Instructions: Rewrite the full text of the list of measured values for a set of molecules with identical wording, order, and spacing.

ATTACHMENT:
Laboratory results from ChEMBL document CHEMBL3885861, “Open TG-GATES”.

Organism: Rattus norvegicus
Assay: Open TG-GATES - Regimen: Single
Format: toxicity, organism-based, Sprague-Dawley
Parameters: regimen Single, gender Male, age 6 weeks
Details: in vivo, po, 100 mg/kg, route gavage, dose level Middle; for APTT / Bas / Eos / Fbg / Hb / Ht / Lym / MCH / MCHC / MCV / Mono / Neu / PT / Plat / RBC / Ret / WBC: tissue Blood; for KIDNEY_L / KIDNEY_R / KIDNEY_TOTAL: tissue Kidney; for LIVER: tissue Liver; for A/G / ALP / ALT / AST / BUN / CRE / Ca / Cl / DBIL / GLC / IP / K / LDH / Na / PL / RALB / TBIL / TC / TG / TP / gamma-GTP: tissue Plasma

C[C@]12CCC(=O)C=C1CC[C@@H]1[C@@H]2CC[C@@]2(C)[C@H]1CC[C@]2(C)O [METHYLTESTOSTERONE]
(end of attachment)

Laboratory results from ChEMBL document CHEMBL3885861, “Open TG-GATES”.

Organism: Rattus norvegicus
Assay: Open TG-GATES - Regimen: Single
Format: toxicity, organism-based, Sprague-Dawley
Parameters: regimen Single, gender Male, age 6 weeks
Details: in vivo, po, 100 mg/kg, route gavage, dose level Middle; for APTT / Bas / Eos / Fbg / Hb / Ht / Lym / MCH / MCHC / MCV / Mono / Neu / PT / Plat / RBC / Ret / WBC: tissue Blood; for KIDNEY_L / KIDNEY_R / KIDNEY_TOTAL: tissue Kidney; for LIVER: tissue Liver; for A/G / ALP / ALT / AST / BUN / CRE / Ca / Cl / DBIL / GLC / IP / K / LDH / Na / PL / RALB / TBIL / TC / TG / TP / gamma-GTP: tissue Plasma

C[C@]12CCC(=O)C=C1CC[C@@H]1[C@@H]2CC[C@@]2(C)[C@H]1CC[C@]2(C)O [METHYLTESTOSTERONE]